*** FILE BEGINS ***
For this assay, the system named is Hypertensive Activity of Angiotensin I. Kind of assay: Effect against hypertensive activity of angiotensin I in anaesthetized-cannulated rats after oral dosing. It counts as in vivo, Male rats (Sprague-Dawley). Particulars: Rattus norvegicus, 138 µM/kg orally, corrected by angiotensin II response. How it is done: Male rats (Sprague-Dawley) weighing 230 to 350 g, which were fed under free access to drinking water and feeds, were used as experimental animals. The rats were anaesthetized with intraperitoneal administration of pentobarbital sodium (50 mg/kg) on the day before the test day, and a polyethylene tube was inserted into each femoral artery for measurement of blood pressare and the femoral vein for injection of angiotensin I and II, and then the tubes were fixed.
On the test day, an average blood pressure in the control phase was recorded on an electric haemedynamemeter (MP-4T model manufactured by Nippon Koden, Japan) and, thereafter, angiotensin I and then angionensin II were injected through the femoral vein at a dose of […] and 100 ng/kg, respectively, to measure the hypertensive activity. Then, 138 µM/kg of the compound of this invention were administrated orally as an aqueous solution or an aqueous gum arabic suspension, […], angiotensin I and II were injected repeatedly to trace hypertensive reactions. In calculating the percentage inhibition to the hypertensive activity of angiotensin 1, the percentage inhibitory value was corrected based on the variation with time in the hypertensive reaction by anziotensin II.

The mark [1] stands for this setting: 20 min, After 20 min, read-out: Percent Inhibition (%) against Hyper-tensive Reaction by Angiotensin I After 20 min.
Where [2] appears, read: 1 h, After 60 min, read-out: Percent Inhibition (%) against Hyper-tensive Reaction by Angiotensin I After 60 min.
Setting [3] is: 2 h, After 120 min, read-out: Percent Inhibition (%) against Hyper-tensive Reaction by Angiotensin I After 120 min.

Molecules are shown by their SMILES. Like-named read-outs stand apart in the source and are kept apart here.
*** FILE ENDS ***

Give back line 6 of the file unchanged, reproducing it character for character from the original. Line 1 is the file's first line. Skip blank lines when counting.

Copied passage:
Molecules are shown by their SMILES. Like-named read-outs stand apart in the source and are kept apart here.